It wasn’t the typical scene outside the Maplewood headquarters of 3M Co. Friday as a parade of 101 exotic cars headed out on a two-day drive to Chicago as part of a fundraiser for the Epilepsy Foundation.

Lamborghinis, Porsches, Corvettes, BMWs, Ferraris and scores of other cars revved engines as 3M employees cheered car enthusiasts who had volunteered their time and hot rods for the Crown Rally, billed as a 750-mile “navigational adventure.”

Founded by a couple of Minnesota software engineers looking to reduce their passion for hard-core motorcycle riding, the Crown Rally has become an annual event that involves driving teams who navigate a series of checkpoints on the way to ­Chicago to help raise money for charity.

The rally is not a “race” since drivers ride on regular roads and must obey speed limits. Instead, fundraising, check point challenges, prizes and camaraderie among car buffs are celebrated.

This year’s event features 23 sponsors, including 3M, which agreed a few months ago to host Friday’s Crown Rally kick off.

The maker of Scotch tape, bus wraps and cellphone brightening films also decked each rally car in colorful decals and graphics, making them look like rubber-burning roadsters worthy of a NASCAR racetrack.

By 9 a.m. Friday, a battalion of flashy cars swarmed the campus as drivers checked out friends’ rides that were recently transformed by 3M graphics. Even the less glitzy Subarus and Jeeps sparkled like sports cars.

Until 3M’s partnership, Crown Rally cars “never had professional graphics. We just put on our own logos,” with mixed results, said DeLorean owner Matt Smith, who has participated in all three Crown Rally events. “Notice there are no air bubbles under here,” he said, admiring his vehicle. “That’s because they know what they are doing, as opposed to me who used to haphazardly throw it up there and hope for the best.”

At Friday’s rally, Chevys, Fords and Toyotas mixed it up with such exotics as Smith’s DeLorean and the McLaren P1 (worth about $1.5 million); a Porsche 918 ($1 million); and the rare Rezvani Beast (U.S. made) and Porsche RWB (made in Japan).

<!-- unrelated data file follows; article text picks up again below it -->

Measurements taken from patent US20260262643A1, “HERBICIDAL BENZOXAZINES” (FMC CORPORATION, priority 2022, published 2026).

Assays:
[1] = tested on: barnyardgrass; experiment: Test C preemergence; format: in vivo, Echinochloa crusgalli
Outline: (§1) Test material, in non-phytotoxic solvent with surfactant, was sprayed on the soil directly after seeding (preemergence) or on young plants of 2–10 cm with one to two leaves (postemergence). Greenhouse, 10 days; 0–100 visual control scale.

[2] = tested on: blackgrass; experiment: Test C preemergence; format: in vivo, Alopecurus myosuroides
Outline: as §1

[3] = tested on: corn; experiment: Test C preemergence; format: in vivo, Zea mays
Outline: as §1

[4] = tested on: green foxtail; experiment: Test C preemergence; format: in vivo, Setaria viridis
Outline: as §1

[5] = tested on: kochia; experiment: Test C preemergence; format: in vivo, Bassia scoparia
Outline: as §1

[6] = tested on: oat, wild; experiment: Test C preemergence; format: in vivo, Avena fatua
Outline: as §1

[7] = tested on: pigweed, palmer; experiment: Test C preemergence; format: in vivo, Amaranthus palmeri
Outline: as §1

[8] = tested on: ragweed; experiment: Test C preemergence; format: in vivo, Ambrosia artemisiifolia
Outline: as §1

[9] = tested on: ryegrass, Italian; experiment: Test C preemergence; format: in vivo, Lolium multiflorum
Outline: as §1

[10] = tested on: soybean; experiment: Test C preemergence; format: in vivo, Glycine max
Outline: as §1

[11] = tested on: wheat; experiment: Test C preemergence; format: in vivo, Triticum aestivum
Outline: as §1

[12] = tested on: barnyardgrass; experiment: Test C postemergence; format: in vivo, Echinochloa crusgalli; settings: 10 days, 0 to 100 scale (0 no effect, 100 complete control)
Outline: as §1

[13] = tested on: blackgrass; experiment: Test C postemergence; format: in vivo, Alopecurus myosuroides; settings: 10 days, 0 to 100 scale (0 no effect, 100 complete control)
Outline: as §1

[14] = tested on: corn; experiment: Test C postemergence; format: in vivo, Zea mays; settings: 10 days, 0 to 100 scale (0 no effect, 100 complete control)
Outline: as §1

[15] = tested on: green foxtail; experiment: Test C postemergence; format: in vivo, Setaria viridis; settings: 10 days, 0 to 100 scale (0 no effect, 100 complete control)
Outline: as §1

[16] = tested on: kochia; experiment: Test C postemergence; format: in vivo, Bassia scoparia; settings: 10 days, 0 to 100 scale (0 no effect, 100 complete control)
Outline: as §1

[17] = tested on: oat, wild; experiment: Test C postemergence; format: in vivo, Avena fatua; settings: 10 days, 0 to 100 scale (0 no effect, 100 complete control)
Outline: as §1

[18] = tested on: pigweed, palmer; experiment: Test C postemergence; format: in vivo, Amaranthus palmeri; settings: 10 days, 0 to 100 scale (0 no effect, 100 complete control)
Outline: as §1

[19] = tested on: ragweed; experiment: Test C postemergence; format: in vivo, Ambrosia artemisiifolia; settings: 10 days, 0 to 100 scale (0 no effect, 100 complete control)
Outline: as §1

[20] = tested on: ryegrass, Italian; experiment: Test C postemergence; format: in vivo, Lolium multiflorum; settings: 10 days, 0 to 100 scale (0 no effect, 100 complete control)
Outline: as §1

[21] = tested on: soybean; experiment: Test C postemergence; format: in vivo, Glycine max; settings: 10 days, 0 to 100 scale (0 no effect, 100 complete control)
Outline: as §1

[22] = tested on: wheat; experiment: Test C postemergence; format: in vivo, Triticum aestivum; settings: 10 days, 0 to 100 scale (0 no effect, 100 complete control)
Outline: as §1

“We have the best cars flown or trailered in from all over the country,” said Crown Rally co-founder Justin ­Brouwer. “But the Crown Rally is not just for exclusive cars. We have ‘average cars’ too.”

Brad Hofvander’s newly decked black Cadillac CTS-V Wagon was the rally’s lead car Friday.

“My father has epilepsy, so this became a good personal cause,” Hofvander said, adding that he raised $6,000 for the foundation. He checked his GoPro cameras — one inside and one outside the car — and then gunned his engine before dashing to the starting line next to 3M’s newly built Design Center.

One hundred cars followed — including the Porsche Cayman driven by 3M senior product designer Nicholas Echeverri. Thanks to a chance meeting with Brouwer a year ago at the Brainerd International Raceway, the Crown Rally was now launching from his workplace and he was ­driving.

“I’ve never done a rally before. It’s like a dream come true.” Echeverri said.

Echeverri saw the Crown Rally decals on Brouwer’s Porsche in Brainerd and asked if he had ever worked with 3M vinyls. Soon Brouwer met 3M’s graphic film experts. They loved the idea of the rally and of using the 3M Wrap Film Series 1080 on participating cars.

Five months ago, Crown Rally registrants began taking their cars to one of three 3M-approved graphic installers. Yelo Autosports in Little Canada codesigned and installed decals on 98 cars. Creative Color Graphic and Print in Burnsville and Brand Ink in St. Paul separately wrapped three entire cars in fancy graphics and paint protection films. The jobs featured hand cut 3M vinyl films with curves, carbon fiber finishes, stripes, mirror-like coatings and more.

By Friday, rally drivers had raised more than $40,000 for the Epilepsy Foundation.

“We are really excited,” said Cordell Hardy, technical director for 3M’s $1.5 billion Safety/Graphics Commercial Solutions Division. “The energy of this event is the most exciting thing for me. We are so honored to sponsor this event.”

“Still, the rally will require faith from drivers. Everyone knows where we are starting and ultimately that we will end somewhere in Chicago. But in between, no one knows where we are going,” said Brower, laughing.

The first checkpoint Friday was Agave Kitchen, a restaurant in Hudson, Wis. A later check point would include a racetrack, where drivers could test their metal. Another scheduled check point was a hotel where the drivers stay the night.

“With this ride, point B is always kind of a mystery,” ­Echeverri said.